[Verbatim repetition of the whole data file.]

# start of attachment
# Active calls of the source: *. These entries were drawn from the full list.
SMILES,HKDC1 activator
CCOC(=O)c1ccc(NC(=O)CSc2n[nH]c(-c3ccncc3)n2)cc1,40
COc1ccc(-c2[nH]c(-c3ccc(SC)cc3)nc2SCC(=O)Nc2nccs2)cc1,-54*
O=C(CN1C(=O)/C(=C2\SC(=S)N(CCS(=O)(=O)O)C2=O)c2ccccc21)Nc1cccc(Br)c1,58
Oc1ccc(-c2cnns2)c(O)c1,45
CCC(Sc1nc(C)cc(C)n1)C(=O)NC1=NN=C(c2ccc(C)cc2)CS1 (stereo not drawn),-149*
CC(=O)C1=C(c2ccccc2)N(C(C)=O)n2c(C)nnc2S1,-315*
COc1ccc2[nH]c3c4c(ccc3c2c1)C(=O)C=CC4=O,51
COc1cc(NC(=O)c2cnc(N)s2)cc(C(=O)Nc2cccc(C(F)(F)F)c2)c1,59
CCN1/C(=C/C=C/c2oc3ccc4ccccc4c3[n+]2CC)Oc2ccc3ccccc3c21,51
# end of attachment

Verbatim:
# Active calls of the source: *. These entries were drawn from the full list.
SMILES,HKDC1 activator
CCOC(=O)c1ccc(NC(=O)CSc2n[nH]c(-c3ccncc3)n2)cc1,40
COc1ccc(-c2[nH]c(-c3ccc(SC)cc3)nc2SCC(=O)Nc2nccs2)cc1,-54*
O=C(CN1C(=O)/C(=C2\SC(=S)N(CCS(=O)(=O)O)C2=O)c2ccccc21)Nc1cccc(Br)c1,58
Oc1ccc(-c2cnns2)c(O)c1,45
CCC(Sc1nc(C)cc(C)n1)C(=O)NC1=NN=C(c2ccc(C)cc2)CS1 (stereo not drawn),-149*
CC(=O)C1=C(c2ccccc2)N(C(C)=O)n2c(C)nnc2S1,-315*
COc1ccc2[nH]c3c4c(ccc3c2c1)C(=O)C=CC4=O,51
COc1cc(NC(=O)c2cnc(N)s2)cc(C(=O)Nc2cccc(C(F)(F)F)c2)c1,59
CCN1/C(=C/C=C/c2oc3ccc4ccccc4c3[n+]2CC)Oc2ccc3ccccc3c21,51